The Medicinal Herb Info site was created to help educate visitors about the often forgotten wisdom of the old ways of treating illnesses. Many of today's drugs and medicines were originally derived from natural ingredients, combinations of plants and other items found in nature.

We are not suggesting that you ignore the help of trained medical professionals, simply that you have additional options available for treating illnesses. Often the most effective treatment involves a responsible blend of both modern and traditional treatments.

We wish you peace and health!

Translate:

    American Spikenard

    Scientific Names

    American Spikenard

    • Aralia racemosa L.
    • Araliaceae
    • Ginseng family

    Common Names

    • Indian aralia bark
    • Indian root
    • Indian spikenard
    • Life of man
    • Nard
    • Old man’s root
    • Petty morrel
    • Spignet
    • Spikenard
    • Wild licorice

    Back to Top


    Parts Usually Used

    Root
    Back to Top


    Description of Plant(s) and Culture

    American spikenard is a perennial, herbaceous plant, 3-5 feet tall; its thick, fleshy rootstock features long, thick roots and produces one or more branched stems growing up to 6 feet high. Stems are smooth, dark green or reddish. The leaves are alternate and usually ternate, 6-21 toothed, pointed leaves, weakly heart-shaped, with doubly serrate margins. Its tiny, greenish-white flowers grow in panicled umbels during July and August. The dark purple berries are pleasantly flavored and can be made into jelly.

    Other varieties: A. californica; A. nudicaulis; A. quinquefolia

    The Chinese have a plant they label spikenard (Nardostachys jatamansi). A decoction of this plant is used for skin diseases and a bath to give fragrance to the body.
    Back to Top


    Where Found

    Found in rich woodlands in eastern North America, as far south as Georgia and west to South Dakota and Missouri.
    Back to Top


    Medicinal Properties

    Diuretic, expectorant, carminative, alterative, stimulant, diaphoretic
    Back to Top


    Biochemical Information

    Essential oil, tannins, saponin, spogenins, diterpene acids
    Back to Top


    Uses

    Used for pulmonary diseases, digestive weakness, gynecological problems, blood purification, hay fever, diarrhea, colds, bronchitis, sore throat, fever, venereal disease, rheumatic aches and pains, asthma, coughs. Externally, used for skin diseases and hemorrhoids. Taking the tea for some time before labor is said to make childbirth easier and shortens the labor. Native Americans used the root for wounds, boils, acne, pimples, blackheads, rashes, swellings, bruises, inflammations, and chest pains. For the external use, the root was pounded and made into a poultice or dressing. Favoring for liqueurs and cordials.
    Back to Top


    Formulas or Dosages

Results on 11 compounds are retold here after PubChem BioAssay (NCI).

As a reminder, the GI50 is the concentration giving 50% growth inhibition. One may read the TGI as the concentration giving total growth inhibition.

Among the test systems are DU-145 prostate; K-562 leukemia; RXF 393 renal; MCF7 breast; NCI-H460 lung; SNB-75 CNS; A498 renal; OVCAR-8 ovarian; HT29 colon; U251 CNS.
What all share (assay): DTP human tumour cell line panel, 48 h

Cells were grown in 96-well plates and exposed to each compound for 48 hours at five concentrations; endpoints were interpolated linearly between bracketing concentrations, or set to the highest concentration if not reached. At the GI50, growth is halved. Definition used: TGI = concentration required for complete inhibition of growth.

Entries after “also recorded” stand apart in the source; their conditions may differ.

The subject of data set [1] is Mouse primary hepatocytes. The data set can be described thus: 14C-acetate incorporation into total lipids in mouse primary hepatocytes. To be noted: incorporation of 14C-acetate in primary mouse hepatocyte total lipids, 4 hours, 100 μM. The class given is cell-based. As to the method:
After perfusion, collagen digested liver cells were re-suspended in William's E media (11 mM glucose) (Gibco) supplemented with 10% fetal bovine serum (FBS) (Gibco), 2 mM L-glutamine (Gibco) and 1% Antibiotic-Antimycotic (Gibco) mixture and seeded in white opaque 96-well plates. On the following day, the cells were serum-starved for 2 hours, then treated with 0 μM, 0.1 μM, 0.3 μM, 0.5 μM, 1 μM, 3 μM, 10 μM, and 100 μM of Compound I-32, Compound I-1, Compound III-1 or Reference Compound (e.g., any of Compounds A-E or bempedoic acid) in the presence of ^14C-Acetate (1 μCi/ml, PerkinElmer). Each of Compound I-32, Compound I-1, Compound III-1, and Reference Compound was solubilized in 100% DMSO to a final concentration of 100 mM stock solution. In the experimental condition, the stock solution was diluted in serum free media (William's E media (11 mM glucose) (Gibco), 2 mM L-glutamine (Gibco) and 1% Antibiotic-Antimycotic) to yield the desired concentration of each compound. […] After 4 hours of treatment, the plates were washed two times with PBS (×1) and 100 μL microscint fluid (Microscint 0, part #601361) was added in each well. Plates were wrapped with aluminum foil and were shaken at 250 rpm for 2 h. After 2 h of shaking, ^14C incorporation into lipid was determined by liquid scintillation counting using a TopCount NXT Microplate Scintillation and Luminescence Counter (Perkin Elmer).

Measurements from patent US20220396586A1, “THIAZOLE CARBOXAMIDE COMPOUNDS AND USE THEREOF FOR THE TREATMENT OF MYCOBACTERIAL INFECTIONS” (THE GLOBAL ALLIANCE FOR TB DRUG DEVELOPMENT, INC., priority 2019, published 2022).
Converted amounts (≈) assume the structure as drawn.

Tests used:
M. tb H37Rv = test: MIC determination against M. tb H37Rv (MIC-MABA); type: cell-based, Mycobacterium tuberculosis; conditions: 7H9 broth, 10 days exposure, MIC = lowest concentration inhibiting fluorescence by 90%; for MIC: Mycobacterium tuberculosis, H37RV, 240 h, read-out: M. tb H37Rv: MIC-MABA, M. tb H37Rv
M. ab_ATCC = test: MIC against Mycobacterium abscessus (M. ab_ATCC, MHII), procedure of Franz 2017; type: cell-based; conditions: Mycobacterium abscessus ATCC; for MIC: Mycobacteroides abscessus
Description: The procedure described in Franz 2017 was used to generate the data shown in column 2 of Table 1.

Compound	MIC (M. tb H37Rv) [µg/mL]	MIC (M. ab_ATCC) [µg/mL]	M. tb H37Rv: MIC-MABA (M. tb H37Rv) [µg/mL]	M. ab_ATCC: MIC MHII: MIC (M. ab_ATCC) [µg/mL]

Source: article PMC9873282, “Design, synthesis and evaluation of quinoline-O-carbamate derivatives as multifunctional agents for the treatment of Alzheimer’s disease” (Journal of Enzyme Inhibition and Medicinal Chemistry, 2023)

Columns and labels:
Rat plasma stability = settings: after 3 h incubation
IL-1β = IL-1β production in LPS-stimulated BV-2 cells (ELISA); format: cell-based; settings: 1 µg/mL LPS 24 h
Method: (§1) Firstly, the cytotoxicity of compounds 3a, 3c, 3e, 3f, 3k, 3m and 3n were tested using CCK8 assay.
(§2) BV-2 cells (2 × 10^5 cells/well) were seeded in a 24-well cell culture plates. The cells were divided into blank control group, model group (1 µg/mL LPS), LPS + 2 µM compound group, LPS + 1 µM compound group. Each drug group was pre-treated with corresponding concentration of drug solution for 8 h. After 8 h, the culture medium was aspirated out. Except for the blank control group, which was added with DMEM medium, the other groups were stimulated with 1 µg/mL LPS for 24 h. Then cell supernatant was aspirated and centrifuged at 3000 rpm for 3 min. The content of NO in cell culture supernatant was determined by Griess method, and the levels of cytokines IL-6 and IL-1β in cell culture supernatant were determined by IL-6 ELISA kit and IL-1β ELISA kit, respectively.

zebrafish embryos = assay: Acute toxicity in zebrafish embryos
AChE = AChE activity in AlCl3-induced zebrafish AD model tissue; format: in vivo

Infusion: steep 1 to 2 tsp. powdered rootstock and roots in 1 cup water. Take 1/2 to 1 cups a day in small doses.
    Back to Top


    Bibliography

    Buy It! American Folk Medicine, by Clarence Meyer, Meyerbooks, publisher, PO Box 427, Glenwood, Illinois 60425, 1973

    Buy It! Back to Eden, by Jethro Kloss; Back to Eden Publishing Co., Loma Linda, CA 92354, Original copyright 1939, revised edition 1994

    Buy It! How Indians Use Wild Plants for Food, Medicine & Crafts, by Frances Densmore, Dover Publications, Inc., 180 Varick Street, New York, NY 10014, first printed by the United States Government Printing Office, Washington, in 1928, this Dover edition 1974

    Buy It! Chinese Medicinal Herbs, compiled by Shih-Chen Li, Georgetown Press, San Francisco, California, 1973.

    Buy It! Culpeper’s Complete Herbal & English Physician: Updated With 117 Modern Herbs, by Nicholas Culpeper, Meyerbooks, publisher, PO Box 427, Glenwood, Illinois 60425, 1990, (reprint of 1814)

    Buy It! Eastern/Central Medicinal Plants, by Steven Foster and James A. Duke., Houghton Mifflin Company, 215 Park Avenue South, New York, NY 10000

    Buy It! The Herb Book, by John Lust, Bantam Books, 666 Fifth Avenue, New York, NY. copyright 1974.

    Buy It! Indian Herbalogy of North America, by Alma R. Hutchens, Shambala Publications, Inc., Horticultural Hall, 300 Massachusetts Avenue, Boston, Massachusetts 02115, 1973

    Buy It! Planetary Herbology, by Michael Tierra, C.A., N.D., O.M.D., Lotus Press, PO Box 325, Twin Lakes. WI 53181., Copyright 1988, published 1992

    Buy It! The Herbalist Almanac, by Clarence Meyer, Meyerbooks, publisher, PO Box 427, Glenwood, Illinois 60425, copyright 1988, fifth printing, 1994

    Buy It! The Rodale Herb Book: How to Use, Grow, and Buy Nature’s Miracle Plants (An Organic gardening and farming book), edited by William H. Hylton, Rodale Press, Inc. Emmaus, PA, 18049., 1974

    Buy It! A Useful Guide to Herbal Health Care, HCBL (Health Center for Better Living).,1414 Rosemary Lane, Naples, FL 34103., Special Sale Catalog, 1996

    Buy It! The Yoga of Herbs: An Ayurvedic Guide to Herbal Medicine, by Dr. David Frawley & Dr. Vasant Lad, Lotus Press, Twin Lakes, Wisconsin, Second edition, 1988.

    Buy It! Webster’s New World Dictionary, Third College Edition, Victoria Neufeldt, Editor in Chief, New World Dictionaries: A Division of Simon & Schuster, Inc., 15 Columbus Circle, New York, NY 10023

    Back to Top

    Share